Whilst it would be fair to say that this film would be unlikely to make anyone's `Top 10' (or probably `Top 100' for that matter), I'm sure there must be worse ways to spend 85 minutes. I can honestly say it was a fun, cheery `caper' that certainly left more than a hint of a smile on my face. (Not least because you get to see Colin Firth sans trousers, and more of Mr. Rickman than most of his other films have revealed; the latter not necessarily a good thing at his age of 67, I hasten to add, but I admit to being easily pleased at my own age nowadays!) The twist at the end though is definitely worth waiting for and elevates the film to slightly more than your average comedy, e.g. it has a plot!

Quite what other reviewers have meant when they've said things like "the worst film ever" and "totally unfunny" (as some professional review claimed), I'm really not sure. Have they seen some of the movies out there? Trust me, this was one of Alan Rickman's better ones (though hardly a glamorous role, and playing a rather nasty character in a kind of endearing way that only he can) - and I should know - I've sat through them all!

Song for Marion [DVD] [2012]
Song for Marion [DVD] [2012]
Dvd ~ Gemma Arterton
Offered by FILMNIGHT
Price: 6.49

108 of 115 people found the following review helpful
5.0 out of 5 stars Who Needs Hollywood Blockbusters anyway?, 27 Feb 2013
This review is from: Song for Marion [DVD] [2012] (DVD)
Who needs the likes of Hollywood blockbusters, with all their computerised wizardry, on-screen action and hard-hitting loud music, when you can have this? For this is home-grown sentiment at its very best ... a gem of a little film with superb understated performances from the likes of British acting stalwarts Terence Stamp and Vanessa Redgrave, accompanied by the often over-looked talents of Christopher Eccleson, and the obvious charm of relative newbie Gemma Arterton. This is a very 'un-film-like' film - so much so that, at times, it simply feels like a 'fly-on-the-wall' documentary - almost every scene could be that of the local housing estate anywhere in England -with buildings, a village hall, and indeed the aging community of typical haphazard characters thrown together through their joy of singing. And those at the centre and heart of the story - Marion, her husband - the grumpy but silently-hurting Arthur - and their father-rejected son James and granddaughter Jenny - just any family from the world over. But this is where the film's strength lies - this is real life: with all its heartache, sorrow and vulnerability dolloped out in cold brutality; yet with the warmth of humanity thrown straight back in tender counter-reaction. This is a gentle, touching and wryly humorous look at the effects of illness within the heart of a community and, more especially, of the legacy of strength and love on those left behind. Not a film with massively broad appeal I guess, but one that will perhaps strike a chord with many and certainly stay in the hearts and minds of the sentimental few who have the privilege of seeing it.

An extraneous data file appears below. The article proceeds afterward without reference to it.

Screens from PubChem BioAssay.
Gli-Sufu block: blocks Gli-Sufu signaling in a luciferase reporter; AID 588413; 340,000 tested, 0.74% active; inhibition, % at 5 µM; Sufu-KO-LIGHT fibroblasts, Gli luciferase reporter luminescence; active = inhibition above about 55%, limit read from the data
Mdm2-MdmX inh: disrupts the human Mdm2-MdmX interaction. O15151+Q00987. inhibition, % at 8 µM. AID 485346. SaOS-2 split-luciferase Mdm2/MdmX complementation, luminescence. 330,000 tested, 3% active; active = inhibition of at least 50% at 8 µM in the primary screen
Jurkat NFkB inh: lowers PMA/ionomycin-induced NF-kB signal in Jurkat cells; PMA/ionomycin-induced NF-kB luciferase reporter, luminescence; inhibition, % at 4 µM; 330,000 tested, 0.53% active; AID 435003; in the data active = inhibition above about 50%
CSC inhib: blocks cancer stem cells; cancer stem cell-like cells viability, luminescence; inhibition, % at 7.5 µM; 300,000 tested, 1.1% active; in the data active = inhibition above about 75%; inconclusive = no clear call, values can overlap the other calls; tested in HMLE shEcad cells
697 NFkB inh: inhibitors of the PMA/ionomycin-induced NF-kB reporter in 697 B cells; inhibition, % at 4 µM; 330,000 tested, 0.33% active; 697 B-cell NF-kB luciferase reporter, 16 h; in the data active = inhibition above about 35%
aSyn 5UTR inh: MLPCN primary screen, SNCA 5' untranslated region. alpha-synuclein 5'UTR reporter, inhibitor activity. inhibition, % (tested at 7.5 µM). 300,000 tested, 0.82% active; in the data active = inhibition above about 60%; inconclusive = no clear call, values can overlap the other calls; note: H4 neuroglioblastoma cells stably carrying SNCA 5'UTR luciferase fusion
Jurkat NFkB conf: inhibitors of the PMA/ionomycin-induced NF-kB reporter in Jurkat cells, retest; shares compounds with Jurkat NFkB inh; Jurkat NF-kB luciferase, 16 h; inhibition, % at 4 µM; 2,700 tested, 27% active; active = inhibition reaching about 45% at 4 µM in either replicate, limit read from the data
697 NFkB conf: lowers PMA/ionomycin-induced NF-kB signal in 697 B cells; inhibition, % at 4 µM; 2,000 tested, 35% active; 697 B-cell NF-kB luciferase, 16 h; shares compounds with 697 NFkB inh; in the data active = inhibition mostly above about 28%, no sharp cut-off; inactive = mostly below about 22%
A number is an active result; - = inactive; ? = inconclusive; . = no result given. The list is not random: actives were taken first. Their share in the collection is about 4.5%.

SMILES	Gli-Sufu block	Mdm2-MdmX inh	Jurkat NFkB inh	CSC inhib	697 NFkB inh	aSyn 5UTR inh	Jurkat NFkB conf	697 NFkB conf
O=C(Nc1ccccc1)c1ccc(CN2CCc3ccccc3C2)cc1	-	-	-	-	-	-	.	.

The Woman in Black [DVD]
The Woman in Black [DVD]
Dvd ~ Daniel Radcliffe
Offered by MusicnMedia
Price: 4.29

1 of 2 people found the following review helpful
3.0 out of 5 stars Not for the faint-hearted!, 29 Sep 2012
This review is from: The Woman in Black [DVD] (DVD)
Many people have said that this film should have had a 15 certificate, not a 12A, and I agree whole-heartedly with that.

When I went to see it at my local cinema, a group of young girls (no more than 13 or 14 years old) spent the entire time screaming their hearts out and attempting to leave (actions that were just as amusing as annoying to those of us trying to concentrate on the screen-action!)

Whilst initially the plot relies on 'atmospheric creepiness', and the sudden crash of noise/ straight-to-camera action to provide the shocks, the graphics build up, and, by the end, those increased shocks are provided by actual visual stimuli aswell as just the anticipation and suspense of such.

I confess that I sometimes thought this film a little OTT - it certainly has every ghost story cliche in the book - almost to the extent of making it seem like a spoof at times. But, then again, it is a genuinely scary film with a great performance from Daniel ("I'm not Harry Potter really"!) Radcliffe, and good support from Ciaran Hinds and Janet McTeer. It's certainly not a cheery film (but then ghost stories aren't) but I liked the ending, and it made me realise that we Brits probably still do the best ghost stories. I personally would have just preferred it to have continued in the 'psychological shock' vein it began with, instead of increasing to the extent of it playing on the mind of those of us more sensitive souls. (It took me three days to manage to go upstairs on my own - even during the day - and even more time before I stopped jumping at every little creak and noise my normally friendly and welcoming house made!) Be warned: It's not for the faint-hearted!

Nights In Rodanthe [DVD] [2008]
Nights In Rodanthe [DVD] [2008]
Dvd ~ Richard Gere
Price: 2.89

5.0 out of 5 stars A fine romance, 29 Sep 2012
I went to see this film when it was first released in 2008 and have since bought it on DVD.

I thought it was a truly lovely film and - for once - deserved to be called a 'romance'. I'm not a great fan of Richard Gere (very grey now of course!), but I thought he played his part well, as did Diane Lane. Both were very believable, even if the plot was somewhat far-fetched; though no more than many story lines of course (who wants total reality?)

I liked the way it wasn't just about the mother's (Diane Lane) new/budding relationship (with Gere), but also went on to show how it changed things between her and her daughter - who, through seeing her mother's experience, suddenly changed from sullen, aggressive teen to a 'grown up' compassionate confidante and friend.

However, I don't think this film will ever be in anyone's 'Top 10' exactly because it is probably not that outstanding and won't have the 'broad appeal' of most in its genre. (In many ways, it was similar to so many others in the 'weepy' category - perhaps best compared to something like 'The Bridges of Madison County', although not in the same league as that particular memorable and highly-acclaimed film.) But, if you just want to lose yourself for a while and believe in the infinate power of love, this is one to recommend - I honestly don't think you'll be disappointed in the romance stakes, but do remember to keep a large box of Kleenex close by!

Page: 1 | 2 | 3